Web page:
Leaders bring County business to Augusta
AUGUSTA, Maine — A more than 20-year tradition continued in Augusta Wednesday, Jan. 25, when about 40 Aroostook County business leaders, economic development officials and others gathered with more than 25 Maine lawmakers for Aroostook Day at the Legislature.
The event, which the Aroostook Partnership sponsored, allowed members of the private, public and nonprofit sectors of Aroostook County to interact with the Aroostook County delegation and other legislators from downstate.
Bob Dorsey, president of the Caribou-based Partnership, said Aroostook Day was a signature event for LEADers Encouraging Aroostook Development (LEAD), and when the Aroostook Partnership for Progress and LEAD merged into the Aroostook Partnership, they decided it was important for Aroostook Day to continue.
“We thought it was foundational to maintaining good relationships with our lawmakers,” said Dorsey. “Any bill that comes up that has a positive or negative impact to The County economy or job prospects, we want to be apprised of, and we want the lawmakers to understand our input and know we are here to help.”
Senate Minority Leader Troy Jackson, a longtime legislator from Aroostook, has attended many Aroostook Days in the past.
“It’s surprising how many lawmakers have never been to The County, haven’t heard the stories and don’t understand how hard people are actually working to make things better,” said Jackson. “Having Aroostook County come here to Augusta is really important.”
Partnership Chairman Chris Anderson, President of Houlton’s F.A. Peabody, provided some background of Aroostook Day. He also talked about the Partnership and goals to encourage, advocate and support economic development in northern Maine.
Following the dinner, three panelists presented a more formal program on three topics.
Jason Parent, executive director of Aroostook County Action Program in Presque Isle, discussed workforce issues and two pieces of legislation that Rep. Trey Stewart, R-Presque Isle forwarded. Parent advocated support for An Act to Support Working Families and An Act to Promote Workforce Participation. The proposed legislation would address the so-called welfare cliff, where some people benefit greater by staying on certain forms of public assistance than by entering or re-entering the workforce.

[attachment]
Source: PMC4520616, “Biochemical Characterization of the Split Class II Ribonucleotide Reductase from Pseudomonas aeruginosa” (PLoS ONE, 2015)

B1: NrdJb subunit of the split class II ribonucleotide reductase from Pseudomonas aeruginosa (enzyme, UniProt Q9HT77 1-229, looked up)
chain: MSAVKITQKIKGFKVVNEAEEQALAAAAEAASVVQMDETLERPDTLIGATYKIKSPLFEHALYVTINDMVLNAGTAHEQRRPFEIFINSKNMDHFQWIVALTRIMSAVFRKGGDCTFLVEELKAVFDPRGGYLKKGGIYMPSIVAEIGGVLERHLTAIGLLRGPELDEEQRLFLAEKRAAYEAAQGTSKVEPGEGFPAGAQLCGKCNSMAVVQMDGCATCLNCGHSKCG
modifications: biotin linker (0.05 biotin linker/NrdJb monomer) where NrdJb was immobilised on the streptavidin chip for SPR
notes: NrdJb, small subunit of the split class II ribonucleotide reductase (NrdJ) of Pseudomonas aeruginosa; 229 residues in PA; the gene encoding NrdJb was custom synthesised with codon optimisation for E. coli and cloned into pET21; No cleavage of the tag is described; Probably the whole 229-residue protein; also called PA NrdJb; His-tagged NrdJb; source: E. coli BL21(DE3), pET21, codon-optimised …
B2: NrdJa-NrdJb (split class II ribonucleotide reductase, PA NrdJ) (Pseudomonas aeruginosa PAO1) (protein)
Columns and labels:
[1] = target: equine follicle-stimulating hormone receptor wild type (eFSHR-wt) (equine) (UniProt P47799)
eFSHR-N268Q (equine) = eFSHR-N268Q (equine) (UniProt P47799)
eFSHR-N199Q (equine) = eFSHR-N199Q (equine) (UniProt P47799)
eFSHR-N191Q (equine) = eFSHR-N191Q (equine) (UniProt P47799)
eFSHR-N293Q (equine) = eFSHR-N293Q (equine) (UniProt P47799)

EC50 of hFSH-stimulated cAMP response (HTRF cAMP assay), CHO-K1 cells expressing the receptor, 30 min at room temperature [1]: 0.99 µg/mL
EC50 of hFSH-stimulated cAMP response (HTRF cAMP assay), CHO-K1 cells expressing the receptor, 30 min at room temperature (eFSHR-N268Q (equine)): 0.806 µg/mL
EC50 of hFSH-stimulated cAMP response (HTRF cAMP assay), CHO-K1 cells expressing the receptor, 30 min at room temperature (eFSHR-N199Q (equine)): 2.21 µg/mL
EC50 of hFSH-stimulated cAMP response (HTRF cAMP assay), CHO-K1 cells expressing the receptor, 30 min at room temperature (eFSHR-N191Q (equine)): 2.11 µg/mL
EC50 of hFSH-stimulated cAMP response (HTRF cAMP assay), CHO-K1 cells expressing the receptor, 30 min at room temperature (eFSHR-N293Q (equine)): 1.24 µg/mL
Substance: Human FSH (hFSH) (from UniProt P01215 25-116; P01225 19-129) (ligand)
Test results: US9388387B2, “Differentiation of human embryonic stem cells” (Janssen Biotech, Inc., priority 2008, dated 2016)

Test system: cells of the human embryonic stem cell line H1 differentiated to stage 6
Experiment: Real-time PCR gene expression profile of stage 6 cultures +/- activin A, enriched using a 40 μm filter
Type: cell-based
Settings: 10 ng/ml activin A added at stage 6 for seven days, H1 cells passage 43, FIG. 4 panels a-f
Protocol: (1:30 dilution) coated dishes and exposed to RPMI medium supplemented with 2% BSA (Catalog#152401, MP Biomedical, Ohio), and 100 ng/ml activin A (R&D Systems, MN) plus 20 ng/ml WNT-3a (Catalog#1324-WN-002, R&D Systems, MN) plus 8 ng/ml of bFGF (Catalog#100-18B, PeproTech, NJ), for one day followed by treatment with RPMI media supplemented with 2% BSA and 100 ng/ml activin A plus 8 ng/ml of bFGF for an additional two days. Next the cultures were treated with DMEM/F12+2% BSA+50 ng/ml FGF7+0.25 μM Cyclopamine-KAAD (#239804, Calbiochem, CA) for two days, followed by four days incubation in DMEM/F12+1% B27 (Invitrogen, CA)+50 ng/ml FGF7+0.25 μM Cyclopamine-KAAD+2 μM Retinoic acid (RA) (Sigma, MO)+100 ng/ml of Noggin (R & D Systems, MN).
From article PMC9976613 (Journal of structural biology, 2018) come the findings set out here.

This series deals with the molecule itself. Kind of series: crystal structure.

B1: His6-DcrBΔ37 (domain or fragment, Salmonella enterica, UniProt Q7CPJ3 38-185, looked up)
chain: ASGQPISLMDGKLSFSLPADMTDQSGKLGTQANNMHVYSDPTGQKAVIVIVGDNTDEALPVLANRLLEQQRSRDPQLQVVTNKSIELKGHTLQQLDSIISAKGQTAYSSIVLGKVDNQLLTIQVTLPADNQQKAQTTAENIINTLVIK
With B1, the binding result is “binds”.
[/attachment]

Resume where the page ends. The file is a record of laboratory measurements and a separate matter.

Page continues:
The second panelist, Dana Doran, executive director of the Professional Logging Contractors of Maine, presented a quick look at the forest economy of Maine and recent recommendations to improve its outlook. Doran said the industry is facing challenges, but there are five important efforts to grow the forest economy, including conducting a global market analysis for future wood products. The other steps include a statewide wood supply analysis, growing low-value wood opportunities and developing an integrated marketing plan.
The final topic was the potential for mining in Maine and the difference between modern mining and legacy mining. Dorsey said with mining rules coming before the Maine Legislature for the third time in five years, it is important to separate emotion from facts. He urged lawmakers to consider the possibility that economic growth can go hand in hand with protecting the environment. Rep. John Martin, D-Eagle Lake, who sponsored the 2012 mining rules bill, said this latest bill would provide the most comprehensive mining rules in the nation.
“I purposely showed recent pictures of a modern mine in Michigan that show a clean, well-managed environment with advanced water treatment facilities, and it is night and day different from the horrors of the mines from 50 years ago,” Dorsey said. “I also pointed out that mining is the most heavily regulated industry in the US to mitigate those previous problems and that Maine has made our state laws more strict.”
Dorsey added the primary focus of the mining discussion points out the tremendous economic benefit an industry like mining would have for both Aroostook and Maine.